Many scholars have recognized that the content of parties’ understandings of their mutual obligations is not fully encapsulated by the contract terms and background law. However, if you cannot figure out what parties think they are agreeing to by looking at the contract or looking at the legal default rules, it begins to seem pointless to even try to apprehend the parties’ subjective understandings and expectations—but that need not be the case. The baseline commonsense view is that contracts are promises to perform, and breaching a contract is morally wrong in the same way that breaking a promise is morally wrong. Furthermore, empirical research on informal norms in legal decision making has yielded evidence that people draw on a set of consistent moral intuitions and social norms to understand the substance of the promissory obligation. Behavioral economics has been criticized for offering lists of biases and heuristics but no way of predicting the magnitude of each effect or how they interact with other incentives and constraints in legal decision making. The goal of this Essay is to discern some organizing principles for applying psychological research to the law and practice of contractual transactions.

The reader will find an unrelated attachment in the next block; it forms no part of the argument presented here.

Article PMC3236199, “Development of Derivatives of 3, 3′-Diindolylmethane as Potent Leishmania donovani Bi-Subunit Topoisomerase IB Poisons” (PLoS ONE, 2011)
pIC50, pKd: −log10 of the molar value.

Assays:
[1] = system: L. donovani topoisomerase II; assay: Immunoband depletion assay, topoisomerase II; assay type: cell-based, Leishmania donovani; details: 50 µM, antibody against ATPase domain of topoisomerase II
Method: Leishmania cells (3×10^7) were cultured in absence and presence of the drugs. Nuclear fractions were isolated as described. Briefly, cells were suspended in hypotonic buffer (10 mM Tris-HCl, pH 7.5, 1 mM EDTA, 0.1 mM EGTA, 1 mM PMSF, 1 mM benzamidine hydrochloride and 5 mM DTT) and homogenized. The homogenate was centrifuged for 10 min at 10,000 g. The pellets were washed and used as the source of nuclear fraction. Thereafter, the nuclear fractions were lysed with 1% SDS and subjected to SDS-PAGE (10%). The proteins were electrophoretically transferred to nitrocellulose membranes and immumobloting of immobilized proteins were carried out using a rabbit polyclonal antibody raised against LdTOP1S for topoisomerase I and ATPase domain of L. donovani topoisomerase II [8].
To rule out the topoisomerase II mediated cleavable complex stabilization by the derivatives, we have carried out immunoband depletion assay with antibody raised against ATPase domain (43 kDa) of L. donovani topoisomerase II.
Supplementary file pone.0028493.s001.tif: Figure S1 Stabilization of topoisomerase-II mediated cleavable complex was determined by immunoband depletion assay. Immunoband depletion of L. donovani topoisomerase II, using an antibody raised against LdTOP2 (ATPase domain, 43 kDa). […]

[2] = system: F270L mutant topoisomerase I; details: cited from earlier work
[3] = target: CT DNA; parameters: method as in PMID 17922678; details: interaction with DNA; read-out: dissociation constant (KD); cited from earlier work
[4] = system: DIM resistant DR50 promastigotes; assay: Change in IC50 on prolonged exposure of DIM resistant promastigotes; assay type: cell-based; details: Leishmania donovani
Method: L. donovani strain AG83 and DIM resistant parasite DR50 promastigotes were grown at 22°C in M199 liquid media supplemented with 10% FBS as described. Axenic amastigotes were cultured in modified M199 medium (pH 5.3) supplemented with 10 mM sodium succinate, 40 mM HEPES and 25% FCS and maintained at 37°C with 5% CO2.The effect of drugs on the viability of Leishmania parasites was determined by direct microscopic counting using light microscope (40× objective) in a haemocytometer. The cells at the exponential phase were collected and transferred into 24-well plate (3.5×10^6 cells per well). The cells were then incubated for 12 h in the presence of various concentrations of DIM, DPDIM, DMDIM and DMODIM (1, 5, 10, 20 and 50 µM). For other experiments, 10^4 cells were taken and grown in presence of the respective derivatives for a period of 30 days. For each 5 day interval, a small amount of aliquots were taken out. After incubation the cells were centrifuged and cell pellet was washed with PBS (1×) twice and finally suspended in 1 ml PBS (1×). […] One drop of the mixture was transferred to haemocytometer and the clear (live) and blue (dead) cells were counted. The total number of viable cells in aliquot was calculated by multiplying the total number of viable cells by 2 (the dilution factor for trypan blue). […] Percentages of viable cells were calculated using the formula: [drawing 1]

The concept of the psychological contract is drawn mainly from organizational behavior research. Contract law assumes that parties understand their contracts to include both the permissible terms included in the contract and the background rules of contract. Psychological research on contractual exchange, interpreted broadly to include basic experimental research on trust and reciprocity, has offered three main contributions to the field. First, a series of findings suggests that most people do not know the background rules of contract and assume that the applicable rules are in line with their own moral intuitions. Second, in many cases, parties understand their contractual obligations to encompass general moral and social norms of reciprocity and trustworthiness. Third, parties incorporate relationship-specific informal norms and agreements into the psychological contract, even when those norms and agreements are clearly outside, or even in conflict with, the explicit provisions of the written agreement.